- The rain-shadow regions of North America’s Pacific Northwest, stretching from British Columbia to Oregon, are home to a unique carbon-rich oak-prairie ecosystem dominated by Garry oaks and several species of grasses and shrubs, including endemic plants.
- The ecosystem also holds a special significance in the way of life for the Indigenous peoples in the region, who have stewarded it for millennia and depended on it for food.
- In the past few centuries, however, rapid urbanization, agricultural expansion, development along the coast and proliferation of invasive plants have destroyed more than 95% of the ecosystem, pushing it toward near-extinction.
- Communities, partnering with different national and regional agencies, First Nations and nonprofits, are working to restore and preserve the remnants using various strategies, many of which have borne fruit.
On the eastern edge of Victoria, British Columbia, abutting the Salish Sea, sits Uplands Park, spanning about 30 hectares, or 74 acres, amid the bustling municipality of Oak Bay. Although an urban park, it lacks manicured lawns, ornamental flowers or asphalted walkways — quintessential elements of modern-day urban parks.
Instead, the landscape is sprinkled with stunted, gnarled and crooked oak trees. A few shrubs of snowberry (Symphoricarpos albus) and ocean spray (Holodiscus discolor), and some Douglas fir (Pseudotsuga menziesii) and arbutus (Arbutus menziesii) are in the mix too. A Meadows of grasses and wildflowers blanket the understory. In the dry summer months, everything is brownish, but come spring, the meadow comes alive with colors: wildflowers in the park bloom, painting it hues of lilac, yellow, white and purple.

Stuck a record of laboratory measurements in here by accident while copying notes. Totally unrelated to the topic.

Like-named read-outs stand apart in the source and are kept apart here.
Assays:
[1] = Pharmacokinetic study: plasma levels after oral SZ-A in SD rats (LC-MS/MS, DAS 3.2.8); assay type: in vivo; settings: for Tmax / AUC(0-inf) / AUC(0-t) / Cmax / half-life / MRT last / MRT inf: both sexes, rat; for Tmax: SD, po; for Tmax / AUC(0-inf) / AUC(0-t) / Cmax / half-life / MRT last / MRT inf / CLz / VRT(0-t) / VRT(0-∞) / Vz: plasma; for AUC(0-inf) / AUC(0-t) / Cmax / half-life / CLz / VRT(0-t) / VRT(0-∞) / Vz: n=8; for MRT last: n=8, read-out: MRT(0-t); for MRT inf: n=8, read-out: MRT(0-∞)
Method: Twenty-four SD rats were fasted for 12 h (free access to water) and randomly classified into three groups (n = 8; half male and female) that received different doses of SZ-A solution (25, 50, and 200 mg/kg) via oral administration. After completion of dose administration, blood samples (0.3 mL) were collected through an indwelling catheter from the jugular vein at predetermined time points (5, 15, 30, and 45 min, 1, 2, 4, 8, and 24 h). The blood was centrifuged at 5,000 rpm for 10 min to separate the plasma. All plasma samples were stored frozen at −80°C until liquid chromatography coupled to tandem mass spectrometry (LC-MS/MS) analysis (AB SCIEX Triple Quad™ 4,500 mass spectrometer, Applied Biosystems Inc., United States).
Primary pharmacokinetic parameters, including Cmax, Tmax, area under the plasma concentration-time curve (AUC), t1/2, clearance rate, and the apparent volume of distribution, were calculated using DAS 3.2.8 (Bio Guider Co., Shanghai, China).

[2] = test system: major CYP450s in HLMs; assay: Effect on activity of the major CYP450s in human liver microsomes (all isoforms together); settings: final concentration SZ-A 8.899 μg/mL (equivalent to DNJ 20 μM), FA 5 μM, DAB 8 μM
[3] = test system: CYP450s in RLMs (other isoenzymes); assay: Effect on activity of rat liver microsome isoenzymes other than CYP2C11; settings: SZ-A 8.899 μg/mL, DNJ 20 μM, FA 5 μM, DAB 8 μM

About three decades ago, when Margaret Lidkea first saw this patch of green space, it was vastly different.
“Pretty much every meadow was full of Scotch broom woodlands,” says Lidkea, a former high school biology teacher. “You couldn’t … go in there without crashing into all that.” Scotch broom (Cytisus scoparius) is a non-native shrub. Pointing to her Zoom background — an image of one of the vernal pools in the park filled with lilac camas flowers (Camassia spp.) — she says, “that was just a solid forest of Scotch broom.”
Having grown up in Victoria, Lidkea recognized the value of the rare Garry oak (Quercus garryana) ecosystem in Uplands Park, even if others couldn’t see it. Stretching from southern Vancouver Island all the way down to southern California, the Garry oak ecosystem is an oak-prairie landscape characterized by a mosaic of woodlands dotted with Garry oaks, also called the Oregon white oak in the U.S., and stands of Douglas fir and arbutus, or Pacific madrone, paired with meadows, grasslands and open rocky areas.
In recent years, urbanization, agricultural expansion and development on the coast have decimated this ecosystem; today, less than 5% remains as fragmented patches. That makes the Garry oak ecosystem one of the most endangered ecosystems in North America.
Restoration of a nearly extinct ecosystem
In 1992, when Lidkea worked at Swan Lake Nature Sanctuary, she brought some Girl Guides to the park and they began cutting down Scotch broom shrubs and other invasive plant species.
“People back then didn’t have a clue what I was doing and they would get really angry that I was ruining nature,” she says. But she and her volunteers persevered. “Now, people walk by and say thank you for your sacred work.”